Tuesday, March 18, 2008

Urban Myths

On Sunday, I emailed the students the details for a short 24-hour design charrette assignment. I challenged them to come up with an engaging story using only 3 images and no words. The first image was to be an object, the second image was to be an action, and the third image was to be the effect/result, arranged in some way on an A3 sheet of paper. They could take their own images or find them on the Internet.

The results varied in complexity, readability, jumps in logic/comprehension, and one or two presented cultural discussion opportunities (one included a rotting brain, a protester holding a sign of Bush & Hitler and the words 'Kill People', and then a dead Arab child in his mother's arms).

However the one that struck me the most was an image of Starbucks, then people holding a Starbucks coffee cup, and then a bloodied, wounded crying child with a bandage around his head. I was thoroughly perplexed and asked another student to explain this image story to the class. Without hesitation, she explained that the image was an injured Palestinian child, pointing out a faded image of a Palestinian flag imposed on the corner of the image. The class explained to me that the Starbucks CEO is Jewish and Zionist, and a portion of Starbucks profits go to support the war against Palestine. (The British-based Marks & Spencers' support of Israel also came up.) So- did everyone see that story in this series of images? Of a class of 18, only 3 people (myself included) did not see that story in the images. Some students reported that they do not purchase Starbucks coffee (of which there is a location in our building) because of this story. 'Why do other Arab students purchase the coffee then?' Perhaps it doesn't bother them as much was the answer.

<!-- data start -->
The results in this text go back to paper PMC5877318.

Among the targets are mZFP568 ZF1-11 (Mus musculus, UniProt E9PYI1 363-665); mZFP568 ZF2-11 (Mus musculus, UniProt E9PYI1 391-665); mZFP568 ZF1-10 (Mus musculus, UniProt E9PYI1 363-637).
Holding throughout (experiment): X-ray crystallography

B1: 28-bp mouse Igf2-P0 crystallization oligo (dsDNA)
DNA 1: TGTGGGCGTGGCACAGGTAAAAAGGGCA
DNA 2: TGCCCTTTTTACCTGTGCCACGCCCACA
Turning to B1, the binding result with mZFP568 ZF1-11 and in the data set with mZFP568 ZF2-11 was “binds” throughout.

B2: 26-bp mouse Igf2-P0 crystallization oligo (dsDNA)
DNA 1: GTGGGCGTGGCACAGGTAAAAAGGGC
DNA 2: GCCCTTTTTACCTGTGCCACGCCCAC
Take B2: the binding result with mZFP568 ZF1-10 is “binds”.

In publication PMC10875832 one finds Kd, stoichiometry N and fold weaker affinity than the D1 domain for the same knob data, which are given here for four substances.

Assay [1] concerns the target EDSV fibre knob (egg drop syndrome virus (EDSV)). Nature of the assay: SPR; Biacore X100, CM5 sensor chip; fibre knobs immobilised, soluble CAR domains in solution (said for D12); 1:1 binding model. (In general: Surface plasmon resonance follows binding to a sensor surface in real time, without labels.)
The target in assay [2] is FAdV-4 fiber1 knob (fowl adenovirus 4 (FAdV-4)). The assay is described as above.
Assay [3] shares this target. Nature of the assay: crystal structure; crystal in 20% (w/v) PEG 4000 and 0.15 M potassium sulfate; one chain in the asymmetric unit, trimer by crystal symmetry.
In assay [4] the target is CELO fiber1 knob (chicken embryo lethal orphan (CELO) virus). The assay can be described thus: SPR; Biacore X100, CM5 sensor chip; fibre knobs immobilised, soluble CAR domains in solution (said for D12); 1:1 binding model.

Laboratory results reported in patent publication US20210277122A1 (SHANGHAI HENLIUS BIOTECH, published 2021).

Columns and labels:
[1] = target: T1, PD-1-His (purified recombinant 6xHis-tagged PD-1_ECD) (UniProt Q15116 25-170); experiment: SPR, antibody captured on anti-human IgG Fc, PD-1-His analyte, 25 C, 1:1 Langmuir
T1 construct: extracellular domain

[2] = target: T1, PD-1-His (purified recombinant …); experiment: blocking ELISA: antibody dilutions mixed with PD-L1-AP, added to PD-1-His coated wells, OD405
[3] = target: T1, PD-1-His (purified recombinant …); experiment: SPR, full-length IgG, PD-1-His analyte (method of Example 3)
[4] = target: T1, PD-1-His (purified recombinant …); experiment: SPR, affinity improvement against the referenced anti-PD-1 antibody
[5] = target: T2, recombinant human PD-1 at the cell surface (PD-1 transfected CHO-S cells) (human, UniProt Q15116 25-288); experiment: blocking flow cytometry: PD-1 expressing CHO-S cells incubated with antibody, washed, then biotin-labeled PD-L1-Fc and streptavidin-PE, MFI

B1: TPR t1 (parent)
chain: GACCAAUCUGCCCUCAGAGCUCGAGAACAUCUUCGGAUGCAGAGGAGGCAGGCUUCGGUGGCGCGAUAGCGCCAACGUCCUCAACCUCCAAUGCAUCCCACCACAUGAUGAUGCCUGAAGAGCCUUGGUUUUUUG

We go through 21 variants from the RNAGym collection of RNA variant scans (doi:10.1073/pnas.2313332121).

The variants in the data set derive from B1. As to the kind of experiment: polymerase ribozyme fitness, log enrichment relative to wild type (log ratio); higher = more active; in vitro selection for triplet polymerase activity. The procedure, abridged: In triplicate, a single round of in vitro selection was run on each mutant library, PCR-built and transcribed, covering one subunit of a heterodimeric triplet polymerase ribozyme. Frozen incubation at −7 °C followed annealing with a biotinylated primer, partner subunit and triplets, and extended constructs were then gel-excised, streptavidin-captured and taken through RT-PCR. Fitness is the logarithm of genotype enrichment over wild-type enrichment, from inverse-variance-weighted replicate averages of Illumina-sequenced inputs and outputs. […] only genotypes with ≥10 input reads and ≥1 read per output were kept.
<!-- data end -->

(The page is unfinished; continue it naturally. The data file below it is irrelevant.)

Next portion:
Instead of focusing on the legitimacy of the story (because I had never heard this before and could not comment on its validity), I focused on the jumps of logic the image story required of the viewer and what the images actually conveyed. Later, I mentioned this incident to Darbi who works in Carnegie Mellon Student Affairs. She sighed and said that story was the result of a hoaxed email forwarded by another student last semester. The email was a hoax but many students saw it out of context and had strong responses to it.

This morning I did a bit of my own research on the topic and sent the following email to my students:

"Because it intrigued me- I did an Internet search on the issue of Israel and Starbucks and found the following links suggesting that the story appears to be an urban legend of sorts:

Also- interesting enough- Starbucks does not have coffeehouses in Israel any more...

So the particular picture story using Starbucks and an injured Palestinian child could reflect a spoof of a story, rather than a story itself."

I'll be curious to see how this image story gets revised for tomorrow's class.

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